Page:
Salon Dictionary: The Real Differences Between All The Colour Techniques
When you walk into a salon, you’ll probably overhear a number of terms that sound like a completely different language, or the secret code of an elite club, at the very least. Fear not: we happen to know incredible interpreter, of the celebrity hair colorist variety. We called up Rita Hazan—who has tousled the tresses of superstars like Beyonce and Katy Perry—and asked her to teach us laypeople a lesson in hair colour terminology.
No need to simply nod along at your next salon visit, here is Hazan’s breakdown of everything hair colour.
Balayage: The process of painting on highlights directly to the hair without using foil. With this technique, the coloured sections will be placed artfully around the head, delivering the look of naturally sun-kissed strands.
Foiling: Using actual aluminium foil for highlighting and lowlighting certain pieces of hair. Foils are ideal for achieving a more uniform look with colour that starts at the root.
Colour Correction: Any time you need to drastically fix a bad colour or you want to drastically change your colour.
Colour Filler: Used prior to colour application to protect and equalise the differences in areas of damaged hair for even colour results. It’s also used to correct or neutralise existing tones.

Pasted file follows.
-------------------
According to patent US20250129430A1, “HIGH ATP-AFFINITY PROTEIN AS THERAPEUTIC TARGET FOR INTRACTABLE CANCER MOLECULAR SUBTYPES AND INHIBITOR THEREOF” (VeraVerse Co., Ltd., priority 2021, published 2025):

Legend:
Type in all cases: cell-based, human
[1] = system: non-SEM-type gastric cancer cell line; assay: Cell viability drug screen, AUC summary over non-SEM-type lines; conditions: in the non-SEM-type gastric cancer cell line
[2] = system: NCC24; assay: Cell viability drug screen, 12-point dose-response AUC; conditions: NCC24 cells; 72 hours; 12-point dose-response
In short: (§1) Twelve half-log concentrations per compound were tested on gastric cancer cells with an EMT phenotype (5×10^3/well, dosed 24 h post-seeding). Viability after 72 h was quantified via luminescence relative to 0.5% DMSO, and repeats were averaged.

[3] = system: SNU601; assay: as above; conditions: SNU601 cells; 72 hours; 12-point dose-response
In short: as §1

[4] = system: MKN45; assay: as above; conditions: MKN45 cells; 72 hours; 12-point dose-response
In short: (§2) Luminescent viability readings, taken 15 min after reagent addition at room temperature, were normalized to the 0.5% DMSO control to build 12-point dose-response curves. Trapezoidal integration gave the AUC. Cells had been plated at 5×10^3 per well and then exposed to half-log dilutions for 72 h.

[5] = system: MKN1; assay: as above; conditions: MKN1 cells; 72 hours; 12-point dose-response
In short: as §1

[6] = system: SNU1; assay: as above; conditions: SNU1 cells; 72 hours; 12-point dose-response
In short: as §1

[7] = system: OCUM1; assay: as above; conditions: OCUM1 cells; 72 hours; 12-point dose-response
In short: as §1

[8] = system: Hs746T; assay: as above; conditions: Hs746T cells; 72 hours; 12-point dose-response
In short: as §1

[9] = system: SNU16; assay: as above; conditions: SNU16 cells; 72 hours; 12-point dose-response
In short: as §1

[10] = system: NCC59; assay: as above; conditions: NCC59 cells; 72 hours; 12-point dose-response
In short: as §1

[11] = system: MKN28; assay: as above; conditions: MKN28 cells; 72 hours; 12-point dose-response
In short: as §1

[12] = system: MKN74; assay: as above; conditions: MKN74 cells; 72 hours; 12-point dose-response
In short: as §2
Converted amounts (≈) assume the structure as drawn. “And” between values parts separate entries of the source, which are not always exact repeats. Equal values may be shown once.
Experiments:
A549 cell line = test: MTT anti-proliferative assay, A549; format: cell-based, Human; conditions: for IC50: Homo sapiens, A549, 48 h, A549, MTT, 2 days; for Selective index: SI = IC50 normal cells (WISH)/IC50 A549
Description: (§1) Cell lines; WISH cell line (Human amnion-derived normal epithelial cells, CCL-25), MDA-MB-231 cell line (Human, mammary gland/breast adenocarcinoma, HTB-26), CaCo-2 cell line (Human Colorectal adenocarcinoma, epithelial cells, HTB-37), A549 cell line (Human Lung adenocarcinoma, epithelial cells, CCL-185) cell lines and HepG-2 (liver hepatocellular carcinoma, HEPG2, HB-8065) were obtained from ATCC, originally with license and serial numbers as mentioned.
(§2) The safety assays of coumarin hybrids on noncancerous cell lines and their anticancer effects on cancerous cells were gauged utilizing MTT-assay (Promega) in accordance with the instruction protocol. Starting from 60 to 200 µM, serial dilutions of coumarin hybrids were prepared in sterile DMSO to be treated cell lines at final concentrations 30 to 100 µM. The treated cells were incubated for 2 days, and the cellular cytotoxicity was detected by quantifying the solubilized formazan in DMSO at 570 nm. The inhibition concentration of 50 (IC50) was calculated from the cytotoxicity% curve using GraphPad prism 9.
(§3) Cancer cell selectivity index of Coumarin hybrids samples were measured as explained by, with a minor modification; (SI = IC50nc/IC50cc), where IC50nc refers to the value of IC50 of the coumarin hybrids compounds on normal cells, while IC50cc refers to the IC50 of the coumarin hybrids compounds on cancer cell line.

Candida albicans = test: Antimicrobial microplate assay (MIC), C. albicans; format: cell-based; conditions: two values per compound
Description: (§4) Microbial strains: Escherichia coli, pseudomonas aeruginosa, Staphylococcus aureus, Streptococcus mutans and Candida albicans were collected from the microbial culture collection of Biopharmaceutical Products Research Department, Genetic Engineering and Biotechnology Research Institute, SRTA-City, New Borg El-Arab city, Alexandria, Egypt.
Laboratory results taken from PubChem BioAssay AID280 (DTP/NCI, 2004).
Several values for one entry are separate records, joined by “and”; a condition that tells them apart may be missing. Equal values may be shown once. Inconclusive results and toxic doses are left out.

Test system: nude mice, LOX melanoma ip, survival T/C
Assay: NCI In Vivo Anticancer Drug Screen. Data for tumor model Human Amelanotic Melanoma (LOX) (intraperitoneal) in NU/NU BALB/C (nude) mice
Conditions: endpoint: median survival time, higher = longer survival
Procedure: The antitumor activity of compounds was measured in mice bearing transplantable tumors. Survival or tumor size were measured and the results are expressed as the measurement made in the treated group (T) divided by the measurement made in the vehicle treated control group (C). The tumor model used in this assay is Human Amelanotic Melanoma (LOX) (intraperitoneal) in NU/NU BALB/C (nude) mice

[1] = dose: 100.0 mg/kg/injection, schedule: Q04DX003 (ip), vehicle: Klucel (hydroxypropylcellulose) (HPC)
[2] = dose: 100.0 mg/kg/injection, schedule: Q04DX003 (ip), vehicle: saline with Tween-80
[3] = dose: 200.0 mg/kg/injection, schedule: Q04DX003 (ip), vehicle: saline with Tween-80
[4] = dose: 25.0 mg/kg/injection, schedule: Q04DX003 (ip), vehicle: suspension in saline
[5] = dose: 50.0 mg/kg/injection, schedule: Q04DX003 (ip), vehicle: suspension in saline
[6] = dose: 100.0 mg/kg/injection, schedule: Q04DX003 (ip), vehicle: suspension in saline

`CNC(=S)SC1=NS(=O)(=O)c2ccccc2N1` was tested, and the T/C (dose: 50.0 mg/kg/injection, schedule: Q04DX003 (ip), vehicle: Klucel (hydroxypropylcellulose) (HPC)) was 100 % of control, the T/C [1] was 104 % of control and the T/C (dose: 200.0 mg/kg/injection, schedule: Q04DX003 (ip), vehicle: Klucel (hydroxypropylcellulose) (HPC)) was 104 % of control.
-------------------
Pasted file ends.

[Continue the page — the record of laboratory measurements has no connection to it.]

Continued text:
Soap Cap: A process done at the sink that uses bleach to remove colour buildup or a toner/gloss/glaze.
Glaze/Gloss/Toner: All the same—just different ways of saying it. Applied after colour, this treatment leaves hair shiny and with the colour in the proper tone of the desired shade.
Colour vs. Double Process Colour: Colour is a single process, roots only application. Double process colour is a single process, which means changing the “base” of your colour, plus highlights.
Partial Highlight vs. Full Highlight: With a partial highlight, colour is applied to the hairline and crown of the head. A full highlight covers the entire head.
Demi-Permanent Colour vs. Semi-Permanent Colour: Both are non-peroxide colour, so they will fade and eventually wash out. Semi-permanent colour is more translucent, while demi-permanent is more opaque.
What’s your colour technique of choice? Tell us in the comments!